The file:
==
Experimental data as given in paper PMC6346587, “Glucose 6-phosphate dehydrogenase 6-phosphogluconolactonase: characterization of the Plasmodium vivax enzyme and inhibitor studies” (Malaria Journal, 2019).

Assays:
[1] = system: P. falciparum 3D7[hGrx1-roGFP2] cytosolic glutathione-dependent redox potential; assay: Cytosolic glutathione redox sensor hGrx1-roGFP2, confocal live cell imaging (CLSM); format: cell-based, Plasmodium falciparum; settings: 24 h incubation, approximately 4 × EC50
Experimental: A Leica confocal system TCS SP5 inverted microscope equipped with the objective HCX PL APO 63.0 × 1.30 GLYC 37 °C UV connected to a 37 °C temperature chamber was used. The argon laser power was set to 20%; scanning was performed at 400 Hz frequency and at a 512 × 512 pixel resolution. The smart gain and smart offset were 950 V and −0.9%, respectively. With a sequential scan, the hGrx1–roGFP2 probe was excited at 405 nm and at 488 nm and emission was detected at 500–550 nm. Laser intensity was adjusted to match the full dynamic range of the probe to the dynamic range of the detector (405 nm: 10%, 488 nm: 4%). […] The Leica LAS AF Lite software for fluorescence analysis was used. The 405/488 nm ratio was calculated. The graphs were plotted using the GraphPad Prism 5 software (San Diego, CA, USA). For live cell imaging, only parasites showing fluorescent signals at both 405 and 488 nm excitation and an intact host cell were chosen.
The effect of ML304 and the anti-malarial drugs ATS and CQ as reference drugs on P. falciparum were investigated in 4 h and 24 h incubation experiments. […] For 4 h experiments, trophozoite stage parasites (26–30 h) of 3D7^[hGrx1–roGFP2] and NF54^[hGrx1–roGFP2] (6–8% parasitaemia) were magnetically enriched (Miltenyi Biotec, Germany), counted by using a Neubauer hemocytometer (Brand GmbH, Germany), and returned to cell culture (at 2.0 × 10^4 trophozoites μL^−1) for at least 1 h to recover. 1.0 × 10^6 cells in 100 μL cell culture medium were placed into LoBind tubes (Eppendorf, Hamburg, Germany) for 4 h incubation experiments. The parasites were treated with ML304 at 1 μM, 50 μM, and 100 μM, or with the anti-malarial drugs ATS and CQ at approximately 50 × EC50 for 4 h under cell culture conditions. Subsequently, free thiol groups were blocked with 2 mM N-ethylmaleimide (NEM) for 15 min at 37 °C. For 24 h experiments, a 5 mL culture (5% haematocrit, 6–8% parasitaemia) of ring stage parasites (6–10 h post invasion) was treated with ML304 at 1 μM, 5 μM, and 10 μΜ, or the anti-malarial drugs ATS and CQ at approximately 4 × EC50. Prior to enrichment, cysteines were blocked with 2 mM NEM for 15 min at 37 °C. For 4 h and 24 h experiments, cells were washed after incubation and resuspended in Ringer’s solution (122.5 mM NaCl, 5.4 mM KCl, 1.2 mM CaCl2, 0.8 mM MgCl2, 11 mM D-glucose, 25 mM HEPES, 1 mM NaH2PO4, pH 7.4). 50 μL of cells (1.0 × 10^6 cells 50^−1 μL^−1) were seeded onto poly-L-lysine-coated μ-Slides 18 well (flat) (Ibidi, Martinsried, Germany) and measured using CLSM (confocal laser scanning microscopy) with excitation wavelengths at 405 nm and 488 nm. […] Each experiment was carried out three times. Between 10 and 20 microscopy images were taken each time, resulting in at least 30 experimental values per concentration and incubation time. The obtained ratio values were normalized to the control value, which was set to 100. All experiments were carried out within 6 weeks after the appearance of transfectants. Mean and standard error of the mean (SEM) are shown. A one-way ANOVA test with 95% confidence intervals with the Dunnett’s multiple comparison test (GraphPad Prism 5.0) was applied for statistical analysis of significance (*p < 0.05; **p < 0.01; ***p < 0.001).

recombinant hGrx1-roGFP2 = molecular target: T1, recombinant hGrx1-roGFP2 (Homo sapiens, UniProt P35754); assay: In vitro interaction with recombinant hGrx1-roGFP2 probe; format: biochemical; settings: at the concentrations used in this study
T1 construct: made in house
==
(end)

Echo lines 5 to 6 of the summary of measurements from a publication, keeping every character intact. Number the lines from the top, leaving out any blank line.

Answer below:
The effect of ML304 and the anti-malarial drugs ATS and CQ as reference drugs on P. falciparum were investigated in 4 h and 24 h incubation experiments. […] For 4 h experiments, trophozoite stage parasites (26–30 h) of 3D7^[hGrx1–roGFP2] and NF54^[hGrx1–roGFP2] (6–8% parasitaemia) were magnetically enriched (Miltenyi Biotec, Germany), counted by using a Neubauer hemocytometer (Brand GmbH, Germany), and returned to cell culture (at 2.0 × 10^4 trophozoites μL^−1) for at least 1 h to recover. 1.0 × 10^6 cells in 100 μL cell culture medium were placed into LoBind tubes (Eppendorf, Hamburg, Germany) for 4 h incubation experiments. The parasites were treated with ML304 at 1 μM, 50 μM, and 100 μM, or with the anti-malarial drugs ATS and CQ at approximately 50 × EC50 for 4 h under cell culture conditions. Subsequently, free thiol groups were blocked with 2 mM N-ethylmaleimide (NEM) for 15 min at 37 °C. For 24 h experiments, a 5 mL culture (5% haematocrit, 6–8% parasitaemia) of ring stage parasites (6–10 h post invasion) was treated with ML304 at 1 μM, 5 μM, and 10 μΜ, or the anti-malarial drugs ATS and CQ at approximately 4 × EC50. Prior to enrichment, cysteines were blocked with 2 mM NEM for 15 min at 37 °C. For 4 h and 24 h experiments, cells were washed after incubation and resuspended in Ringer’s solution (122.5 mM NaCl, 5.4 mM KCl, 1.2 mM CaCl2, 0.8 mM MgCl2, 11 mM D-glucose, 25 mM HEPES, 1 mM NaH2PO4, pH 7.4). 50 μL of cells (1.0 × 10^6 cells 50^−1 μL^−1) were seeded onto poly-L-lysine-coated μ-Slides 18 well (flat) (Ibidi, Martinsried, Germany) and measured using CLSM (confocal laser scanning microscopy) with excitation wavelengths at 405 nm and 488 nm. […] Each experiment was carried out three times. Between 10 and 20 microscopy images were taken each time, resulting in at least 30 experimental values per concentration and incubation time. The obtained ratio values were normalized to the control value, which was set to 100. All experiments were carried out within 6 weeks after the appearance of transfectants. Mean and standard error of the mean (SEM) are shown. A one-way ANOVA test with 95% confidence intervals with the Dunnett’s multiple comparison test (GraphPad Prism 5.0) was applied for statistical analysis of significance (*p < 0.05; **p < 0.01; ***p < 0.001).

recombinant hGrx1-roGFP2 = molecular target: T1, recombinant hGrx1-roGFP2 (Homo sapiens, UniProt P35754); assay: In vitro interaction with recombinant hGrx1-roGFP2 probe; format: biochemical; settings: at the concentrations used in this study